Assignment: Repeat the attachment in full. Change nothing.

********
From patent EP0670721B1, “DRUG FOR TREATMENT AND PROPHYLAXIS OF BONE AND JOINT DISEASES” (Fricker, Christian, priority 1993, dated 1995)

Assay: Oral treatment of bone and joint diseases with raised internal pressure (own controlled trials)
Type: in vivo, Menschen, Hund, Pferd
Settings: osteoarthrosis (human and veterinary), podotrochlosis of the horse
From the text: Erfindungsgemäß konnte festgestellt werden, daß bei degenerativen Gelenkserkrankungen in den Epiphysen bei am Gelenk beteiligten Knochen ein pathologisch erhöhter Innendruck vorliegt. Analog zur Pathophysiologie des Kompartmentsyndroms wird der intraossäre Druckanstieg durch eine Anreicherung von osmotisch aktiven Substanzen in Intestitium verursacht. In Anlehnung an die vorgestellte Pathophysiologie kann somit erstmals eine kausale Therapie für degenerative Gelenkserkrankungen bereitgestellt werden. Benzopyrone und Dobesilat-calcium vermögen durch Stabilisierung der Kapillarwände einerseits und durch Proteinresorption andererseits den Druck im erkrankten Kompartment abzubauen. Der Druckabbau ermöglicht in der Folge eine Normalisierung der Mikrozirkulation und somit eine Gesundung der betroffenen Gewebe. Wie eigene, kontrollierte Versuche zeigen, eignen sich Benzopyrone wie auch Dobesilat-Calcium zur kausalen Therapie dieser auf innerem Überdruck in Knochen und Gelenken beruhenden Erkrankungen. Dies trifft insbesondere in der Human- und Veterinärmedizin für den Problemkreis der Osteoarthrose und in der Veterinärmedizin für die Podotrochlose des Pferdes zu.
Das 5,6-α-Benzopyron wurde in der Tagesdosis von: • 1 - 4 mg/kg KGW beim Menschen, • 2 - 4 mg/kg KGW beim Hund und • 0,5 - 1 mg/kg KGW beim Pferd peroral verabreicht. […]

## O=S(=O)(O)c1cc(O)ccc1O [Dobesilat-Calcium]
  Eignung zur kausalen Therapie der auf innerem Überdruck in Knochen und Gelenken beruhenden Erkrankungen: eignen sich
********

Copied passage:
From patent EP0670721B1, “DRUG FOR TREATMENT AND PROPHYLAXIS OF BONE AND JOINT DISEASES” (Fricker, Christian, priority 1993, dated 1995)

Assay: Oral treatment of bone and joint diseases with raised internal pressure (own controlled trials)
Type: in vivo, Menschen, Hund, Pferd
Settings: osteoarthrosis (human and veterinary), podotrochlosis of the horse
From the text: Erfindungsgemäß konnte festgestellt werden, daß bei degenerativen Gelenkserkrankungen in den Epiphysen bei am Gelenk beteiligten Knochen ein pathologisch erhöhter Innendruck vorliegt. Analog zur Pathophysiologie des Kompartmentsyndroms wird der intraossäre Druckanstieg durch eine Anreicherung von osmotisch aktiven Substanzen in Intestitium verursacht. In Anlehnung an die vorgestellte Pathophysiologie kann somit erstmals eine kausale Therapie für degenerative Gelenkserkrankungen bereitgestellt werden. Benzopyrone und Dobesilat-calcium vermögen durch Stabilisierung der Kapillarwände einerseits und durch Proteinresorption andererseits den Druck im erkrankten Kompartment abzubauen. Der Druckabbau ermöglicht in der Folge eine Normalisierung der Mikrozirkulation und somit eine Gesundung der betroffenen Gewebe. Wie eigene, kontrollierte Versuche zeigen, eignen sich Benzopyrone wie auch Dobesilat-Calcium zur kausalen Therapie dieser auf innerem Überdruck in Knochen und Gelenken beruhenden Erkrankungen. Dies trifft insbesondere in der Human- und Veterinärmedizin für den Problemkreis der Osteoarthrose und in der Veterinärmedizin für die Podotrochlose des Pferdes zu.
Das 5,6-α-Benzopyron wurde in der Tagesdosis von: • 1 - 4 mg/kg KGW beim Menschen, • 2 - 4 mg/kg KGW beim Hund und • 0,5 - 1 mg/kg KGW beim Pferd peroral verabreicht. […]

## O=S(=O)(O)c1cc(O)ccc1O [Dobesilat-Calcium]
  Eignung zur kausalen Therapie der auf innerem Überdruck in Knochen und Gelenken beruhenden Erkrankungen: eignen sich